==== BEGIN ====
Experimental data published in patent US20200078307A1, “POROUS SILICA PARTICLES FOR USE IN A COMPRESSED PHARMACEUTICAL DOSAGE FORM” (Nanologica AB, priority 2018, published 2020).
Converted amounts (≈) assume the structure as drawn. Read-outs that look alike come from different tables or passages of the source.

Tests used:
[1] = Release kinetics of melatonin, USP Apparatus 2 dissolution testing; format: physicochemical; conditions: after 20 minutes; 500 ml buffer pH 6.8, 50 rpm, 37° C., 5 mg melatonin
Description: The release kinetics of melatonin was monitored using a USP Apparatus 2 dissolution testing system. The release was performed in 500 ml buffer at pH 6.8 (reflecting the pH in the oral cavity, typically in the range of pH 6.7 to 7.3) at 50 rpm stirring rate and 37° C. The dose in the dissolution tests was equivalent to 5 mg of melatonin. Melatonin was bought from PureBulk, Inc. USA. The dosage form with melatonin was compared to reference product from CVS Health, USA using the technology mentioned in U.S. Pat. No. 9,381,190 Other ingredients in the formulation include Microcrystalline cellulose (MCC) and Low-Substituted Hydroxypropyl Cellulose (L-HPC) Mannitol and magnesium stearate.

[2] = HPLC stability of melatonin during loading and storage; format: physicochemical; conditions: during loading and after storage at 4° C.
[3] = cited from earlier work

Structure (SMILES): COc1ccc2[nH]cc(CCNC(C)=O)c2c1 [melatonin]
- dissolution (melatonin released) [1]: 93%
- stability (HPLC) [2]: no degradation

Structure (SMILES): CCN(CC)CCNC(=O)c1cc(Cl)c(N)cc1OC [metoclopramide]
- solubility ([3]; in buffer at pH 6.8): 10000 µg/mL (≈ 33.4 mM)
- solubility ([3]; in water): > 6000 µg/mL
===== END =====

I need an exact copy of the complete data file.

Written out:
Experimental data published in patent US20200078307A1, “POROUS SILICA PARTICLES FOR USE IN A COMPRESSED PHARMACEUTICAL DOSAGE FORM” (Nanologica AB, priority 2018, published 2020).
Converted amounts (≈) assume the structure as drawn. Read-outs that look alike come from different tables or passages of the source.

Tests used:
[1] = Release kinetics of melatonin, USP Apparatus 2 dissolution testing; format: physicochemical; conditions: after 20 minutes; 500 ml buffer pH 6.8, 50 rpm, 37° C., 5 mg melatonin
Description: The release kinetics of melatonin was monitored using a USP Apparatus 2 dissolution testing system. The release was performed in 500 ml buffer at pH 6.8 (reflecting the pH in the oral cavity, typically in the range of pH 6.7 to 7.3) at 50 rpm stirring rate and 37° C. The dose in the dissolution tests was equivalent to 5 mg of melatonin. Melatonin was bought from PureBulk, Inc. USA. The dosage form with melatonin was compared to reference product from CVS Health, USA using the technology mentioned in U.S. Pat. No. 9,381,190 Other ingredients in the formulation include Microcrystalline cellulose (MCC) and Low-Substituted Hydroxypropyl Cellulose (L-HPC) Mannitol and magnesium stearate.

[2] = HPLC stability of melatonin during loading and storage; format: physicochemical; conditions: during loading and after storage at 4° C.
[3] = cited from earlier work

Structure (SMILES): COc1ccc2[nH]cc(CCNC(C)=O)c2c1 [melatonin]
- dissolution (melatonin released) [1]: 93%
- stability (HPLC) [2]: no degradation

Structure (SMILES): CCN(CC)CCNC(=O)c1cc(Cl)c(N)cc1OC [metoclopramide]
- solubility ([3]; in buffer at pH 6.8): 10000 µg/mL (≈ 33.4 mM)
- solubility ([3]; in water): > 6000 µg/mL